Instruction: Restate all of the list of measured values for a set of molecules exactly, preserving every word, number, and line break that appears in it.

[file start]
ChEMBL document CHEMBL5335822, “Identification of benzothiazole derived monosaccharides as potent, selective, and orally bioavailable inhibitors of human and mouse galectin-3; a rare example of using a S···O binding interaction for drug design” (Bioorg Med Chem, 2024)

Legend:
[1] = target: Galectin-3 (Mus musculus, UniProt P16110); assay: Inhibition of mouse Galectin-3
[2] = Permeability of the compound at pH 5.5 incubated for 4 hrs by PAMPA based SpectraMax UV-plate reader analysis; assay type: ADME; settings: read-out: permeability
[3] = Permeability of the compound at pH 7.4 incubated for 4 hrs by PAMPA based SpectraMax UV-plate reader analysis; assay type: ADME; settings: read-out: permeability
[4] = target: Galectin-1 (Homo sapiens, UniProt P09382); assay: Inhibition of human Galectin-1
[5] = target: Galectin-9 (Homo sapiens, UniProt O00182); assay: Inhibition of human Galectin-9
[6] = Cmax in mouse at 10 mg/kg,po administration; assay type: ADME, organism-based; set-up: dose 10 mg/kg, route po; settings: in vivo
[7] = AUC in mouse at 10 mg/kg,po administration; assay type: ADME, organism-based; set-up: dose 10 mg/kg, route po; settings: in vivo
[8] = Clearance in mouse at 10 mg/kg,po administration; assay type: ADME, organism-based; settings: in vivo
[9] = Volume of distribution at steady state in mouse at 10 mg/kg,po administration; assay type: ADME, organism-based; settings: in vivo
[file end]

ChEMBL document CHEMBL5335822, “Identification of benzothiazole derived monosaccharides as potent, selective, and orally bioavailable inhibitors of human and mouse galectin-3; a rare example of using a S···O binding interaction for drug design” (Bioorg Med Chem, 2024)

Legend:
[1] = target: Galectin-3 (Mus musculus, UniProt P16110); assay: Inhibition of mouse Galectin-3
[2] = Permeability of the compound at pH 5.5 incubated for 4 hrs by PAMPA based SpectraMax UV-plate reader analysis; assay type: ADME; settings: read-out: permeability
[3] = Permeability of the compound at pH 7.4 incubated for 4 hrs by PAMPA based SpectraMax UV-plate reader analysis; assay type: ADME; settings: read-out: permeability
[4] = target: Galectin-1 (Homo sapiens, UniProt P09382); assay: Inhibition of human Galectin-1
[5] = target: Galectin-9 (Homo sapiens, UniProt O00182); assay: Inhibition of human Galectin-9
[6] = Cmax in mouse at 10 mg/kg,po administration; assay type: ADME, organism-based; set-up: dose 10 mg/kg, route po; settings: in vivo
[7] = AUC in mouse at 10 mg/kg,po administration; assay type: ADME, organism-based; set-up: dose 10 mg/kg, route po; settings: in vivo
[8] = Clearance in mouse at 10 mg/kg,po administration; assay type: ADME, organism-based; settings: in vivo
[9] = Volume of distribution at steady state in mouse at 10 mg/kg,po administration; assay type: ADME, organism-based; settings: in vivo